• Question 2

In which part of the digestive system is excess water absorbed into the body?

CORRECT ANSWER
large intestine
EDDIE SAYS
The large intestine (or colon) is where any excess water is absorbed into our bodies. We need to retain as much water as possible.
  • Question 3

Which of the following is needed in our diet but cannot always be digested in our bodies?

CORRECT ANSWER
fibre
EDDIE SAYS
Fibre is very important for our bodies as it can help prevent diabetes, heart disease, weight gain, and it can improve our digestive health in general (such as preventing constipation as fibre gives our gut muscles something to 'push' against). Some fibres are soluble (can be digested) such as oats, fruit and vegetables, but non-soluble fibres such as wholemeal bread, nuts and cereal, cannot be digested by our bodies.
  • Question 4

Which part of the digestive system churns and mixes food with acid and enzymes to help break it down?

CORRECT ANSWER
stomach
EDDIE SAYS
This process happens in our stomach, where the stomach muscles contract to mix the food with digestive juices (acid and enzymes) in order to help break down the food. In fact, this produces a sort of 'soup' of partially digested food, called CHYME, which is now ready to be passed into the small intestine for further digestion.
  • Question 5

Where does any undigested food and waste leave the body?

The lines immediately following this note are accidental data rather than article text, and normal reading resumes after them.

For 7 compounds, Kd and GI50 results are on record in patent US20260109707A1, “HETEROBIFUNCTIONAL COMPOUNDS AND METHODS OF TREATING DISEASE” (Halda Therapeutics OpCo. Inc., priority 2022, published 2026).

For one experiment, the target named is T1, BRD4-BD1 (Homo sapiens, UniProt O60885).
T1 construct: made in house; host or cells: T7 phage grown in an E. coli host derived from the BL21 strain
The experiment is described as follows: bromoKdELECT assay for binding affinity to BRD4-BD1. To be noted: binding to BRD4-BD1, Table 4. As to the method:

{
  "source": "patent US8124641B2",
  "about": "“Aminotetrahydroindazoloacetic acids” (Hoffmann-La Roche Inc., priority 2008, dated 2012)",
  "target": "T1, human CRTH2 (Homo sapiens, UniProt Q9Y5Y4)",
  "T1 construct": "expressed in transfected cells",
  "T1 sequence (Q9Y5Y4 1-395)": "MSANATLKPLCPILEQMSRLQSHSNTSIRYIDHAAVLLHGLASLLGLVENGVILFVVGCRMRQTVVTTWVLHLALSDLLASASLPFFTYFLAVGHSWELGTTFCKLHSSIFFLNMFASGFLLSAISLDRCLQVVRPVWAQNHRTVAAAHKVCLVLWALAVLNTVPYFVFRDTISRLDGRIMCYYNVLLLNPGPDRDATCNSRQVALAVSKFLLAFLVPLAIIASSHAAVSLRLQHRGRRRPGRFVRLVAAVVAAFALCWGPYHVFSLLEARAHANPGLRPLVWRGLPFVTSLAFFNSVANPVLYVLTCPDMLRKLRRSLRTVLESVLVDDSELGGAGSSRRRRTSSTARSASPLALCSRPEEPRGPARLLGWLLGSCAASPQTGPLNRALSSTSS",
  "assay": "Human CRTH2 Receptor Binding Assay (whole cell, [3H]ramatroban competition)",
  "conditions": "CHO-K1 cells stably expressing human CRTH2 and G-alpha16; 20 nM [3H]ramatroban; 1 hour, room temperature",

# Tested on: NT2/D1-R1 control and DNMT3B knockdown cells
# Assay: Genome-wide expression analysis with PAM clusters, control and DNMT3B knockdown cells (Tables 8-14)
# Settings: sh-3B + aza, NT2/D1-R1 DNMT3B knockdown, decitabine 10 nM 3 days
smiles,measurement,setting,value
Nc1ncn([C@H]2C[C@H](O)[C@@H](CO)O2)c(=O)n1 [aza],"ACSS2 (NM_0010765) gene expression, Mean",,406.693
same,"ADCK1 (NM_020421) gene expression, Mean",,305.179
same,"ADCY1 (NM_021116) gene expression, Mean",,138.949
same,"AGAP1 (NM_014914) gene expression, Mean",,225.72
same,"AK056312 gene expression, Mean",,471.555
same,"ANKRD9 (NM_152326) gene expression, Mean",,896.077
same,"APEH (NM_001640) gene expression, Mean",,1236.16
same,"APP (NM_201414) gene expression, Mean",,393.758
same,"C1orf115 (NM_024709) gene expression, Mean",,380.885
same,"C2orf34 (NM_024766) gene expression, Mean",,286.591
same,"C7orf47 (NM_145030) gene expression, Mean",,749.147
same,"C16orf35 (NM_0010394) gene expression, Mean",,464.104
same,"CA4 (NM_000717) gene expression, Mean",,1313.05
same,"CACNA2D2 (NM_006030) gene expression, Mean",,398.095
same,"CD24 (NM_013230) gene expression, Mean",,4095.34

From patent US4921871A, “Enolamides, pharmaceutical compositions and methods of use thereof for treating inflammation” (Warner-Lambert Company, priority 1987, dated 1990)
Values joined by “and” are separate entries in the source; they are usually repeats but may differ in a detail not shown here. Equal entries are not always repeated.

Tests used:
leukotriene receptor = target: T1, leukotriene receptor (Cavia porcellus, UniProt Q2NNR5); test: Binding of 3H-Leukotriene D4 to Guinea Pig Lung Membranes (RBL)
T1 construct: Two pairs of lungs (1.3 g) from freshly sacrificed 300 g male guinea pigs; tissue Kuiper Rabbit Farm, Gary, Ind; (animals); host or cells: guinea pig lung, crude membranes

CORRECT ANSWER
anus
EDDIE SAYS
The undigested food leaves our body through the anus as feces (waste).
  • Question 6

What is the name of the process by which insoluble food is made soluble, so that it can be absorbed into the blood stream?

CORRECT ANSWER
digestion
EDDIE SAYS
This process is called digestion! Respiration is a chemical reaction that takes place in cells and excretion is the process of removing waste products from the body.
  • Question 7

The colon is another name for which digestive organ?

CORRECT ANSWER
large intestine
EDDIE SAYS
The colon is the main part of the large intestine.
The large intestine is made up of the caecum (which connects the small intestine to the large intestine), the colon and the rectum.
  • Question 8

What type of molecules can be easily absorbed by the small intestine?

CORRECT ANSWER
small molecules
EDDIE SAYS
Large molecules are too big to pass through the wall of the small intestine. That's the job of the digestive enzymes: to break those large food molecules, like proteins, into smaller ones that can pass across the gut wall and into the blood.
  • Question 9

Which ONE of the following organs is not directly involved in the digestive system?

CORRECT ANSWER
lungs
EDDIE SAYS
The lungs are not directly involved in the digestive system; they are part of the respiratory system and are involved in breathing.
  • Question 10

What is the name of the tube that connects the mouth to the stomach?

CORRECT ANSWER
esophagus
EDDIE SAYS
The esophagus (once known as the gullet) connects the mouth to the stomach.
The appendix is a little worm-shaped structure attached to the large intestine - it doesn't have much of a function in humans (apart from to cause a lot of pain if it bursts!). The small intestine is where nutrients are absorbed into our bloodstream.